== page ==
The driver called out, ‘Swedish fella. Suffering a bit from sun stroke I reckon, er, sir. Ran out of water. Photographer he says, or whatever he is,’ came the reply. ‘Bloody lucky to be alive, he is. Found him out on the Gaza road.’
Joachim turned his back to the well, walking to the officer extending a dirt-stained hands. ‘I am Joachim,’ he said. ‘I was studying in Gaza.’
Swedish fella. Joachim was an archaeologist.
‘What’s that you got there mate?’ The sergeant said.
Joachim thought he was talking about his camera equipment, then realized he was pointing down at the tail of his shirt, hanging loose over his trousers to let him breathe. Joachim looked down at the holes in his shirt, each ragged and lined in black. ‘I don’t like the heat,’ he said, looking past curious eyes.
‘Jeez,’ the officer said, looking up sharply at the name of the town. ‘Gaza eh?’ He eyed the equipment in the car, then panned back to find some kind of confirmation in the still curious eyes of the driver, a not unfriendly face tanned dark by an Egyptian sun. ‘A bloody student out here?’ He looked back at Joachim. ‘What’s your business then?’ He said, hesitating before taking in the cracked lips and sun blisters that covered Joachim’s face, looking at him as if he was a walking infected.
Joachim looked down at the sword hanging from the belt at the officer’s side. ‘I would like, very much… to,’ he tried to swallow, ‘get to Cairo.’ He replied, looking back at the vehicle. ‘And, I am an archaeologist, not a student.’
‘What’s in there?’
Joachim shrugged at the canvas pack hanging from his shoulder, then blew out through his nose as if he had heard the question a thousand times before. ‘Nothing but old trinkets.’ He reached a hand inside his pocket, handing over credentials in the form of the letter to which a photograph had been attached, the ink worn away in places where the paper had been creased; someone else’s letter with someone else’s name on it.
They had been three Scandinavians, a Count and five Germans, not including the master, Vesterberg. He never knew what happened to his best friend; he prayed he had escaped. He couldn’t tell them who he really was, of course, the very mention of working on a German dig leading to, well, to something not desired. The letter stated he had merely been given leave to cross into the territory of the Ottomons, by the British Embassy in Cairo. ‘Passport?’
Passport. Joachim stared at the Captain for a moment.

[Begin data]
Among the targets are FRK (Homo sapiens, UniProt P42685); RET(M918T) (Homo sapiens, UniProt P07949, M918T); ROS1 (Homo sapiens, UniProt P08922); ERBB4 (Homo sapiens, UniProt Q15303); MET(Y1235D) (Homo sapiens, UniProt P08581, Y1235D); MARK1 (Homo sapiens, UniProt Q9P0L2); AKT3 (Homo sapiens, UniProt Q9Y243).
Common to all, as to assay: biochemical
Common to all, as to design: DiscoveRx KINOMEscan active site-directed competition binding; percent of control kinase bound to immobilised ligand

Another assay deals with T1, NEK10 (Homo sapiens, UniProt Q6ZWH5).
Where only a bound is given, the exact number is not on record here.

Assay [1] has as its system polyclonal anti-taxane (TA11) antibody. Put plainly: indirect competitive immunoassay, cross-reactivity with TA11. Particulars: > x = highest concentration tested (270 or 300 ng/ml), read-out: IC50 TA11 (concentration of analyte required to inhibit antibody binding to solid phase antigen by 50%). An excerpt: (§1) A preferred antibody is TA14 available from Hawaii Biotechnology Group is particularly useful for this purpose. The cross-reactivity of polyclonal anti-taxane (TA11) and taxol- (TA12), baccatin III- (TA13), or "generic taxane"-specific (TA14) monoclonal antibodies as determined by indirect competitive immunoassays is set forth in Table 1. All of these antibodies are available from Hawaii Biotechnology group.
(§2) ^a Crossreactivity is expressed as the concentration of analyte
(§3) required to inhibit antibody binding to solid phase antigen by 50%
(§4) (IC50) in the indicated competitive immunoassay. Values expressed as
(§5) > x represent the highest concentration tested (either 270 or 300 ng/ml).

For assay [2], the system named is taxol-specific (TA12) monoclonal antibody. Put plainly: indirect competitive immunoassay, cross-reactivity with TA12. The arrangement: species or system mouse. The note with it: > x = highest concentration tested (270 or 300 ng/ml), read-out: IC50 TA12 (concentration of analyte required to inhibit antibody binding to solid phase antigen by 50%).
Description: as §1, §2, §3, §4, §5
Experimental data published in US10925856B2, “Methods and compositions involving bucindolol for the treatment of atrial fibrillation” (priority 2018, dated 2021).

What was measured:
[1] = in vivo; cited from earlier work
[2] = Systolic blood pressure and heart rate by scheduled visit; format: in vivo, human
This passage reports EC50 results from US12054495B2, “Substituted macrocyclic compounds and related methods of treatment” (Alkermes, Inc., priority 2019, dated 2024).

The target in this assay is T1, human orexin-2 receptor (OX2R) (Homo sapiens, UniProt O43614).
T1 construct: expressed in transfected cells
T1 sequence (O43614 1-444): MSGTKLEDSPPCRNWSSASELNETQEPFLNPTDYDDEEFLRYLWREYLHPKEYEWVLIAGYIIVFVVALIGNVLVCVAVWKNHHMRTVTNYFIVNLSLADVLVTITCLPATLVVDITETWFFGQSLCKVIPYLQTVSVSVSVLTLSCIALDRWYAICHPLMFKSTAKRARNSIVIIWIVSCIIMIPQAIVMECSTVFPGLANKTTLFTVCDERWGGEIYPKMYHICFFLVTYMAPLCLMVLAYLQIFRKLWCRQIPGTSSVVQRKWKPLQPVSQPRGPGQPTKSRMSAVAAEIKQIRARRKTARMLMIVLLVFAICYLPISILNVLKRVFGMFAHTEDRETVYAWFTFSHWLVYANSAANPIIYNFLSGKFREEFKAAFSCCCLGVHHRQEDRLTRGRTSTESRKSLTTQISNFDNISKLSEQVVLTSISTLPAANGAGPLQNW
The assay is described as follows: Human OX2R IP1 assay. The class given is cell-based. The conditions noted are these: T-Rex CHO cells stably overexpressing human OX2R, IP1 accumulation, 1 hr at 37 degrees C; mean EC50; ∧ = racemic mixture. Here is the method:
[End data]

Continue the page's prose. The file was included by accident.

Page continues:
‘I’m going to need a passport…’
Right, passport. Reluctantly, Joachim reached his hand up towards the brass button of his top left shirt pocket, pushing it through the buttonhole, flipping up the desert-and-sweat-stained cotton, removing the blue, battered passport with the three yellow crowns of Sweden. He handed it to the officer, who took it, opening the front page. He looked at the photograph, looking at back at Joachim. ‘A little prettier back then I can see…’
He nodded, then handed it back to Joachim. ‘What the bloody hell were you up to back there?’
Joachim smiled a weary smile. ‘Not as much as I had hoped.’ Seeing the Captain wasn’t to be put off so easily he added, ‘collecting old junk.’ He slid his pack off his shoulder, opening the flap, handing it to the officer so he could look inside, struggling to remember the English words, for stolen. ‘I… nick it off some poor old bloody German bugger,’ he said.
At first the officer stared at him, confused. Then he looked down into his satchel. ‘You nicked these?’ He picked out a small pot, completely intact, despite having been buried in the ground for the best part of five millennia.
Joachim stood corrected. ‘Yeah, I nicked it,’ he said, getting the hang of the accent better this time.
It was humble affair, small, squat and round and very rare. To Joachim, it was beauty incarnate.
‘From a German bugger?’
Joachim refrained from telling him that it featured an uncharacteristic lip around the rim and a small ram’s head on the side. That he had been found by a local man with half of one arm blown off. That this man’s last dying wish was to find him a new shirt from within the mess of that town and to carry this pot away to someplace where it could be cherished.
The man had died.
He was the last man out of Gaza. Instead, he nodded, looking around the camp.
One side of the Captain’s upper lip curling into a smile, ‘right mate.’ He threw the pot into the air.
Joachim heard it break on the ground.
‘Don’t want no German rubbish in here mate,’ he said, glancing past Joachim to his camera equipment with a sniff.
Joachim stood still, still weak, rocking slightly with exhaustion and tried to swallow, his throat still as tight as parchment. He gathered enough strength to look back at the well. Instead of walking to it, he walked past the Captain and bent down, picking up the pieces.
‘What the bloody hell are you doing?’
They were many and he took his time, eyes scanning the ground for the smallest fragment, getting down on his hands and knees. He closed his eyes, lowering his head to prevent himself from fainting. When he was done, he stood up and walked towards the wall, ignoring the puzzled expression pinned in his direction.
The officer looked across at the well and wrinkled his nose. ‘Wouldn’t drink that,’ he turned and nodded towards an enclosure where men and horses were gathered, talking, drinking, some sleeping if they didn’t mind the flies.
Only the Aussies could stand the flies.
‘Over there is the decent stuff.’ He looked back again. ‘This muck is for the natives.’ Then, with a nod of his head he said no more, turning to return to the business of cleaning up the mess of war.